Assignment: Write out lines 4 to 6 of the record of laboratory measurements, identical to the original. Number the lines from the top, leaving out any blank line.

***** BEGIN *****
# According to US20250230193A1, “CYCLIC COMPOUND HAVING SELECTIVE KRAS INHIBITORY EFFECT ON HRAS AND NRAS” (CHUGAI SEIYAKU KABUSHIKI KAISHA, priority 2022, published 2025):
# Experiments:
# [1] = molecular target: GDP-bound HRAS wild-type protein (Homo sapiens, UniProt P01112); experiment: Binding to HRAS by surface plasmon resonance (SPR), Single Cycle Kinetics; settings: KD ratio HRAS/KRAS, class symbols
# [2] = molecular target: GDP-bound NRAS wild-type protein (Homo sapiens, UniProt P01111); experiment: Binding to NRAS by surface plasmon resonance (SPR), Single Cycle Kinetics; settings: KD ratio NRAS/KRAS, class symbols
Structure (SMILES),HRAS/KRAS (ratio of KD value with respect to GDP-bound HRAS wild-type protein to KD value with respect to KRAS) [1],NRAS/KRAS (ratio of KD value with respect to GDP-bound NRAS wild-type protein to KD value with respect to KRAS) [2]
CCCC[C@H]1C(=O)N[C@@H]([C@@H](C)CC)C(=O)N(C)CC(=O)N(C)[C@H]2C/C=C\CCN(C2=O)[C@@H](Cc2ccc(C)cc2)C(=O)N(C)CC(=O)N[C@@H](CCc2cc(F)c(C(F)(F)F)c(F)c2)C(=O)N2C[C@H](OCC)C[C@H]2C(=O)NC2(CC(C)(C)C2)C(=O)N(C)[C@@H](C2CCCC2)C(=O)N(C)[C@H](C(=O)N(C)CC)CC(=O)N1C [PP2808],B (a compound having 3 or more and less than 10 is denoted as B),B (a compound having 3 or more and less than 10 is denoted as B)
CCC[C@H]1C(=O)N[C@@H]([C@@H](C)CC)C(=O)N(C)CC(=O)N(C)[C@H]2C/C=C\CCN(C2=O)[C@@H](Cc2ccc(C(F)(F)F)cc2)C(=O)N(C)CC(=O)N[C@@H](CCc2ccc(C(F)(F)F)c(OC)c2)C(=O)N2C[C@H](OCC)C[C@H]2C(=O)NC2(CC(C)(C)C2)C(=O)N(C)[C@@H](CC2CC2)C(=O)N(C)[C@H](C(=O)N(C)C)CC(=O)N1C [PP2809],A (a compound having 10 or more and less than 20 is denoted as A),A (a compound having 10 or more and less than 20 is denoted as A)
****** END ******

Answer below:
# [2] = molecular target: GDP-bound NRAS wild-type protein (Homo sapiens, UniProt P01111); experiment: Binding to NRAS by surface plasmon resonance (SPR), Single Cycle Kinetics; settings: KD ratio NRAS/KRAS, class symbols
Structure (SMILES),HRAS/KRAS (ratio of KD value with respect to GDP-bound HRAS wild-type protein to KD value with respect to KRAS) [1],NRAS/KRAS (ratio of KD value with respect to GDP-bound NRAS wild-type protein to KD value with respect to KRAS) [2]
CCCC[C@H]1C(=O)N[C@@H]([C@@H](C)CC)C(=O)N(C)CC(=O)N(C)[C@H]2C/C=C\CCN(C2=O)[C@@H](Cc2ccc(C)cc2)C(=O)N(C)CC(=O)N[C@@H](CCc2cc(F)c(C(F)(F)F)c(F)c2)C(=O)N2C[C@H](OCC)C[C@H]2C(=O)NC2(CC(C)(C)C2)C(=O)N(C)[C@@H](C2CCCC2)C(=O)N(C)[C@H](C(=O)N(C)CC)CC(=O)N1C [PP2808],B (a compound having 3 or more and less than 10 is denoted as B),B (a compound having 3 or more and less than 10 is denoted as B)